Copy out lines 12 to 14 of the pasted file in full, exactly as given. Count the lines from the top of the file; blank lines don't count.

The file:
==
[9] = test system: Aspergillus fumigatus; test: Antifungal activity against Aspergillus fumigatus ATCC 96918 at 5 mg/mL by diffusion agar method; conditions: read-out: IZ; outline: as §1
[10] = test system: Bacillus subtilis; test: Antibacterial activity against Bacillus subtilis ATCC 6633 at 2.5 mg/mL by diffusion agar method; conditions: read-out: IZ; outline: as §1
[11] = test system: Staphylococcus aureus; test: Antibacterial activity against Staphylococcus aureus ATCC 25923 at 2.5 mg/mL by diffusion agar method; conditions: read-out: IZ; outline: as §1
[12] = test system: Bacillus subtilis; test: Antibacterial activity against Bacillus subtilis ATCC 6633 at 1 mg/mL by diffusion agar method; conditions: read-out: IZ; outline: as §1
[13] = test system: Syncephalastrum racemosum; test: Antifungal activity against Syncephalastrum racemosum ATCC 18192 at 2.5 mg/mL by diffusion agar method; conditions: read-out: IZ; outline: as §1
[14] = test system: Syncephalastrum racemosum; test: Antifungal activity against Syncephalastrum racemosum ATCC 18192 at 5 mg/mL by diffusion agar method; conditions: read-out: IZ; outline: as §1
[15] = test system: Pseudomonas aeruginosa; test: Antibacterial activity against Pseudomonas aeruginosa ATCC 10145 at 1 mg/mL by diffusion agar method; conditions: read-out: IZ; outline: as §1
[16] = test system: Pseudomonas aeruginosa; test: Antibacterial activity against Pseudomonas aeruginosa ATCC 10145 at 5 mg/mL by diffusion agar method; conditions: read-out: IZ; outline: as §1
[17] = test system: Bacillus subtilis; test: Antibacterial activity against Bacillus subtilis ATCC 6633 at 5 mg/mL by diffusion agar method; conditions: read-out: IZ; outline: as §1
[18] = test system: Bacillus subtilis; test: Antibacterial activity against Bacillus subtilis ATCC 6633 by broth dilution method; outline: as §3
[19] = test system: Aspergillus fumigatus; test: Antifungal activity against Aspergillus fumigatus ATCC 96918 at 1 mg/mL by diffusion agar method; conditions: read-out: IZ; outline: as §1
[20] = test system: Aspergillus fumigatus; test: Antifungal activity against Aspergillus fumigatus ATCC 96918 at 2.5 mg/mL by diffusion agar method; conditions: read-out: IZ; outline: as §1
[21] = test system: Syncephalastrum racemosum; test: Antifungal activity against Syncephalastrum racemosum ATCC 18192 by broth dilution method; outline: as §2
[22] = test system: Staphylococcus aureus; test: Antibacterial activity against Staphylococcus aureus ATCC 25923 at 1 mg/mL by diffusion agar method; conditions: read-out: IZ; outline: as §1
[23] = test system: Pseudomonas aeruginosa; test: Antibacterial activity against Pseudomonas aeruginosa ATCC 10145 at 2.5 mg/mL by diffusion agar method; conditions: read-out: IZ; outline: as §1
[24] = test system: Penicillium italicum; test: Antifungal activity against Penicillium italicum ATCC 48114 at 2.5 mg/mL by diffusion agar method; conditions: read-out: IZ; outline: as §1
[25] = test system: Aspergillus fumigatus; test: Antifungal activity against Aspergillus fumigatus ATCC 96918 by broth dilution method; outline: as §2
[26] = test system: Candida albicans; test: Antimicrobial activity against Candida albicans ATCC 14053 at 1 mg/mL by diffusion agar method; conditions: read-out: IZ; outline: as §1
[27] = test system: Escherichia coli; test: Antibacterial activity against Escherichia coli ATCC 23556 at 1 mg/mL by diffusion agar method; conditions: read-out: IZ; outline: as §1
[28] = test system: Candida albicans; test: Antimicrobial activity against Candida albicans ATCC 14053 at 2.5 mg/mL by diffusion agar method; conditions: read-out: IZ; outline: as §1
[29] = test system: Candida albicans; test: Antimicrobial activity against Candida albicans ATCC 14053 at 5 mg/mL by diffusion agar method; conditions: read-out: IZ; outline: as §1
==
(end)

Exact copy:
[20] = test system: Aspergillus fumigatus; test: Antifungal activity against Aspergillus fumigatus ATCC 96918 at 2.5 mg/mL by diffusion agar method; conditions: read-out: IZ; outline: as §1
[21] = test system: Syncephalastrum racemosum; test: Antifungal activity against Syncephalastrum racemosum ATCC 18192 by broth dilution method; outline: as §2
[22] = test system: Staphylococcus aureus; test: Antibacterial activity against Staphylococcus aureus ATCC 25923 at 1 mg/mL by diffusion agar method; conditions: read-out: IZ; outline: as §1